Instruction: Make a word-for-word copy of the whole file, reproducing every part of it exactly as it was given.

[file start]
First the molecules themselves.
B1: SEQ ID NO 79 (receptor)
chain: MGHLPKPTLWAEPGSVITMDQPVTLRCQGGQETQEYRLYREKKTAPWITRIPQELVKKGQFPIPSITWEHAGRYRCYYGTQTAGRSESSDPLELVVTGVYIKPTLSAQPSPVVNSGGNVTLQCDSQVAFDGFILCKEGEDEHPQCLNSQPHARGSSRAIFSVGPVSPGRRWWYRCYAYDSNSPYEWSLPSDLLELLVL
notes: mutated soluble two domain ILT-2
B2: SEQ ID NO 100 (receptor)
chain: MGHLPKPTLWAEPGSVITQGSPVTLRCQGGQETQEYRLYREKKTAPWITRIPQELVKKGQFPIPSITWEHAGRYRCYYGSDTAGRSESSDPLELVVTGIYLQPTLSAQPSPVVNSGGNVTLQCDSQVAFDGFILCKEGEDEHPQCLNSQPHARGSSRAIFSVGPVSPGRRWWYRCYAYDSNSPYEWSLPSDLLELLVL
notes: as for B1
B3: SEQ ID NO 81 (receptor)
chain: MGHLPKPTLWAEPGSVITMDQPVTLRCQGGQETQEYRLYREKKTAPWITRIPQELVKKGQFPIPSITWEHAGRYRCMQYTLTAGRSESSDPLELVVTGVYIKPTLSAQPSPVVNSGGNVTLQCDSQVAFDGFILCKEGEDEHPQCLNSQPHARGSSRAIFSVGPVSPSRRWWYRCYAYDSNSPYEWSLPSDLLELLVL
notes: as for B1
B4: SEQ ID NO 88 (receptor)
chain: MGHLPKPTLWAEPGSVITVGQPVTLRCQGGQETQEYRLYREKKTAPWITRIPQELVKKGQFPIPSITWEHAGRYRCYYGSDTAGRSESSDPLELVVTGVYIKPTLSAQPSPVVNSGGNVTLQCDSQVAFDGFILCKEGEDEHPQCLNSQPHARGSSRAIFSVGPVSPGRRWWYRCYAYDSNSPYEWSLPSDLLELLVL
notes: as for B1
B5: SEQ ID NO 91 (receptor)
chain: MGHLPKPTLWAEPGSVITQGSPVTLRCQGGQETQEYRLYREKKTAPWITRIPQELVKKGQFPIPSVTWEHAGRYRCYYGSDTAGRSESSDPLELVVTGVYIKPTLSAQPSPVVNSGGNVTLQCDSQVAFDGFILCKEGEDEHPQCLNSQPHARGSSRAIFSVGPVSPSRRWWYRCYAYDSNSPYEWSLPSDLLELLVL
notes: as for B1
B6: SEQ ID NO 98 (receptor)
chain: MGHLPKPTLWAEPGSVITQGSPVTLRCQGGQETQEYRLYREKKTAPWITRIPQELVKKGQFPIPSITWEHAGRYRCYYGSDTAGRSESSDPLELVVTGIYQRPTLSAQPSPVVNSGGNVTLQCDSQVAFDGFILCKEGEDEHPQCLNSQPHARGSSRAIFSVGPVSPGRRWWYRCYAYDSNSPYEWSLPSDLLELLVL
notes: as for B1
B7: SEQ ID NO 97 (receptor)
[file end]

First the molecules themselves.
B1: SEQ ID NO 79 (receptor)
chain: MGHLPKPTLWAEPGSVITMDQPVTLRCQGGQETQEYRLYREKKTAPWITRIPQELVKKGQFPIPSITWEHAGRYRCYYGTQTAGRSESSDPLELVVTGVYIKPTLSAQPSPVVNSGGNVTLQCDSQVAFDGFILCKEGEDEHPQCLNSQPHARGSSRAIFSVGPVSPGRRWWYRCYAYDSNSPYEWSLPSDLLELLVL
notes: mutated soluble two domain ILT-2
B2: SEQ ID NO 100 (receptor)
chain: MGHLPKPTLWAEPGSVITQGSPVTLRCQGGQETQEYRLYREKKTAPWITRIPQELVKKGQFPIPSITWEHAGRYRCYYGSDTAGRSESSDPLELVVTGIYLQPTLSAQPSPVVNSGGNVTLQCDSQVAFDGFILCKEGEDEHPQCLNSQPHARGSSRAIFSVGPVSPGRRWWYRCYAYDSNSPYEWSLPSDLLELLVL
notes: as for B1
B3: SEQ ID NO 81 (receptor)
chain: MGHLPKPTLWAEPGSVITMDQPVTLRCQGGQETQEYRLYREKKTAPWITRIPQELVKKGQFPIPSITWEHAGRYRCMQYTLTAGRSESSDPLELVVTGVYIKPTLSAQPSPVVNSGGNVTLQCDSQVAFDGFILCKEGEDEHPQCLNSQPHARGSSRAIFSVGPVSPSRRWWYRCYAYDSNSPYEWSLPSDLLELLVL
notes: as for B1
B4: SEQ ID NO 88 (receptor)
chain: MGHLPKPTLWAEPGSVITVGQPVTLRCQGGQETQEYRLYREKKTAPWITRIPQELVKKGQFPIPSITWEHAGRYRCYYGSDTAGRSESSDPLELVVTGVYIKPTLSAQPSPVVNSGGNVTLQCDSQVAFDGFILCKEGEDEHPQCLNSQPHARGSSRAIFSVGPVSPGRRWWYRCYAYDSNSPYEWSLPSDLLELLVL
notes: as for B1
B5: SEQ ID NO 91 (receptor)
chain: MGHLPKPTLWAEPGSVITQGSPVTLRCQGGQETQEYRLYREKKTAPWITRIPQELVKKGQFPIPSVTWEHAGRYRCYYGSDTAGRSESSDPLELVVTGVYIKPTLSAQPSPVVNSGGNVTLQCDSQVAFDGFILCKEGEDEHPQCLNSQPHARGSSRAIFSVGPVSPSRRWWYRCYAYDSNSPYEWSLPSDLLELLVL
notes: as for B1
B6: SEQ ID NO 98 (receptor)
chain: MGHLPKPTLWAEPGSVITQGSPVTLRCQGGQETQEYRLYREKKTAPWITRIPQELVKKGQFPIPSITWEHAGRYRCYYGSDTAGRSESSDPLELVVTGIYQRPTLSAQPSPVVNSGGNVTLQCDSQVAFDGFILCKEGEDEHPQCLNSQPHARGSSRAIFSVGPVSPGRRWWYRCYAYDSNSPYEWSLPSDLLELLVL
notes: as for B1
B7: SEQ ID NO 97 (receptor)